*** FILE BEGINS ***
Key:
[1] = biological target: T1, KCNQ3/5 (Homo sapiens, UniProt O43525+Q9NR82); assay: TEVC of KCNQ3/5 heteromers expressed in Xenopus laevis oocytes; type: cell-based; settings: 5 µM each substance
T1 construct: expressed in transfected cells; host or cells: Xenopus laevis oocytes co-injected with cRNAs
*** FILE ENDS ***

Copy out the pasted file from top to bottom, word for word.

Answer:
Key:
[1] = biological target: T1, KCNQ3/5 (Homo sapiens, UniProt O43525+Q9NR82); assay: TEVC of KCNQ3/5 heteromers expressed in Xenopus laevis oocytes; type: cell-based; settings: 5 µM each substance
T1 construct: expressed in transfected cells; host or cells: Xenopus laevis oocytes co-injected with cRNAs